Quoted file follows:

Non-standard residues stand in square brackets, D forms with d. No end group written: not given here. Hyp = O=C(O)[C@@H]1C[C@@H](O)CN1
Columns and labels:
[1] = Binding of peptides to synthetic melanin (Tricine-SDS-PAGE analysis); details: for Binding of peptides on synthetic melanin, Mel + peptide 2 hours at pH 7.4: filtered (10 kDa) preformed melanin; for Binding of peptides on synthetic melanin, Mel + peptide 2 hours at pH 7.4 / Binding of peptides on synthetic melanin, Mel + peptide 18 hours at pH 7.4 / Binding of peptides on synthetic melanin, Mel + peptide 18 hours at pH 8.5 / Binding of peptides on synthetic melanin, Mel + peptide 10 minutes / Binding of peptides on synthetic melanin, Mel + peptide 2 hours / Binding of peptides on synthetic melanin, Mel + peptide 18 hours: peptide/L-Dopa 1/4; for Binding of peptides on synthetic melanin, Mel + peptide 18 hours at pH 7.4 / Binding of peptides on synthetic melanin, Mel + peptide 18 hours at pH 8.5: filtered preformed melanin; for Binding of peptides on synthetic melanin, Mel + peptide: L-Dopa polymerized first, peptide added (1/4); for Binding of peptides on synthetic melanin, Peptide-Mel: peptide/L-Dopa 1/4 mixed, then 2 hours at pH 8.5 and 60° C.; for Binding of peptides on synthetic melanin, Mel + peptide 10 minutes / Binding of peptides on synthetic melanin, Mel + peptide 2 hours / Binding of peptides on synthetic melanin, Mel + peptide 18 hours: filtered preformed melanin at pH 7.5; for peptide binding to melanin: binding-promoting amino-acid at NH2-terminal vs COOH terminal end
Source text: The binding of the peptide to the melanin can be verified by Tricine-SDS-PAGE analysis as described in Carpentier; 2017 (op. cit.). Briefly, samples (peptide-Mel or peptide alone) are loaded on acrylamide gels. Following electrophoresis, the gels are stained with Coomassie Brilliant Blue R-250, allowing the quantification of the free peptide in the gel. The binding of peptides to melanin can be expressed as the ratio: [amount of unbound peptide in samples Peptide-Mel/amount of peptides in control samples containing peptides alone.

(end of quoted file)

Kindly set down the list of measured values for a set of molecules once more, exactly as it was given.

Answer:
Non-standard residues stand in square brackets, D forms with d. No end group written: not given here. Hyp = O=C(O)[C@@H]1C[C@@H](O)CN1
Columns and labels:
[1] = Binding of peptides to synthetic melanin (Tricine-SDS-PAGE analysis); details: for Binding of peptides on synthetic melanin, Mel + peptide 2 hours at pH 7.4: filtered (10 kDa) preformed melanin; for Binding of peptides on synthetic melanin, Mel + peptide 2 hours at pH 7.4 / Binding of peptides on synthetic melanin, Mel + peptide 18 hours at pH 7.4 / Binding of peptides on synthetic melanin, Mel + peptide 18 hours at pH 8.5 / Binding of peptides on synthetic melanin, Mel + peptide 10 minutes / Binding of peptides on synthetic melanin, Mel + peptide 2 hours / Binding of peptides on synthetic melanin, Mel + peptide 18 hours: peptide/L-Dopa 1/4; for Binding of peptides on synthetic melanin, Mel + peptide 18 hours at pH 7.4 / Binding of peptides on synthetic melanin, Mel + peptide 18 hours at pH 8.5: filtered preformed melanin; for Binding of peptides on synthetic melanin, Mel + peptide: L-Dopa polymerized first, peptide added (1/4); for Binding of peptides on synthetic melanin, Peptide-Mel: peptide/L-Dopa 1/4 mixed, then 2 hours at pH 8.5 and 60° C.; for Binding of peptides on synthetic melanin, Mel + peptide 10 minutes / Binding of peptides on synthetic melanin, Mel + peptide 2 hours / Binding of peptides on synthetic melanin, Mel + peptide 18 hours: filtered preformed melanin at pH 7.5; for peptide binding to melanin: binding-promoting amino-acid at NH2-terminal vs COOH terminal end
Source text: The binding of the peptide to the melanin can be verified by Tricine-SDS-PAGE analysis as described in Carpentier; 2017 (op. cit.). Briefly, samples (peptide-Mel or peptide alone) are loaded on acrylamide gels. Following electrophoresis, the gels are stained with Coomassie Brilliant Blue R-250, allowing the quantification of the free peptide in the gel. The binding of peptides to melanin can be expressed as the ratio: [amount of unbound peptide in samples Peptide-Mel/amount of peptides in control samples containing peptides alone.